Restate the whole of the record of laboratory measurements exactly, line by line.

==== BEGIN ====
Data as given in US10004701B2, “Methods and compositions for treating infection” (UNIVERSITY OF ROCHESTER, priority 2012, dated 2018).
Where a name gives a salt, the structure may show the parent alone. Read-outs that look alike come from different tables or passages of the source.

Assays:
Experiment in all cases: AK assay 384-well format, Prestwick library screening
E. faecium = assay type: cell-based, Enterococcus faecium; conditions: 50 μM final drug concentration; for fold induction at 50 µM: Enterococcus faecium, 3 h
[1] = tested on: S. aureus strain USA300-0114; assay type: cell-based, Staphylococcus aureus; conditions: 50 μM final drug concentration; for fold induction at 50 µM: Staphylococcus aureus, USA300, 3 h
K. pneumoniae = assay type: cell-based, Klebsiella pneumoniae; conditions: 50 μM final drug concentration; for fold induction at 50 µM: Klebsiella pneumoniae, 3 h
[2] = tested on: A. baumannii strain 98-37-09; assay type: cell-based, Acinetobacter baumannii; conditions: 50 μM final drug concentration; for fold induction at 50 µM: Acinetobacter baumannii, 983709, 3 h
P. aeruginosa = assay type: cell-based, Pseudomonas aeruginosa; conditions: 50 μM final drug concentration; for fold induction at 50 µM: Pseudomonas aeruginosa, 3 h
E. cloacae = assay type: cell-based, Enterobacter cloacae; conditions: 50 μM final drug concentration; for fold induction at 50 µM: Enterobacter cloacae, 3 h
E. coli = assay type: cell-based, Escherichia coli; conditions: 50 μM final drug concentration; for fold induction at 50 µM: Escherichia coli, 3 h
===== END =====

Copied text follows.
Data as given in US10004701B2, “Methods and compositions for treating infection” (UNIVERSITY OF ROCHESTER, priority 2012, dated 2018).
Where a name gives a salt, the structure may show the parent alone. Read-outs that look alike come from different tables or passages of the source.

Assays:
Experiment in all cases: AK assay 384-well format, Prestwick library screening
E. faecium = assay type: cell-based, Enterococcus faecium; conditions: 50 μM final drug concentration; for fold induction at 50 µM: Enterococcus faecium, 3 h
[1] = tested on: S. aureus strain USA300-0114; assay type: cell-based, Staphylococcus aureus; conditions: 50 μM final drug concentration; for fold induction at 50 µM: Staphylococcus aureus, USA300, 3 h
K. pneumoniae = assay type: cell-based, Klebsiella pneumoniae; conditions: 50 μM final drug concentration; for fold induction at 50 µM: Klebsiella pneumoniae, 3 h
[2] = tested on: A. baumannii strain 98-37-09; assay type: cell-based, Acinetobacter baumannii; conditions: 50 μM final drug concentration; for fold induction at 50 µM: Acinetobacter baumannii, 983709, 3 h
P. aeruginosa = assay type: cell-based, Pseudomonas aeruginosa; conditions: 50 μM final drug concentration; for fold induction at 50 µM: Pseudomonas aeruginosa, 3 h
E. cloacae = assay type: cell-based, Enterobacter cloacae; conditions: 50 μM final drug concentration; for fold induction at 50 µM: Enterobacter cloacae, 3 h
E. coli = assay type: cell-based, Escherichia coli; conditions: 50 μM final drug concentration; for fold induction at 50 µM: Escherichia coli, 3 h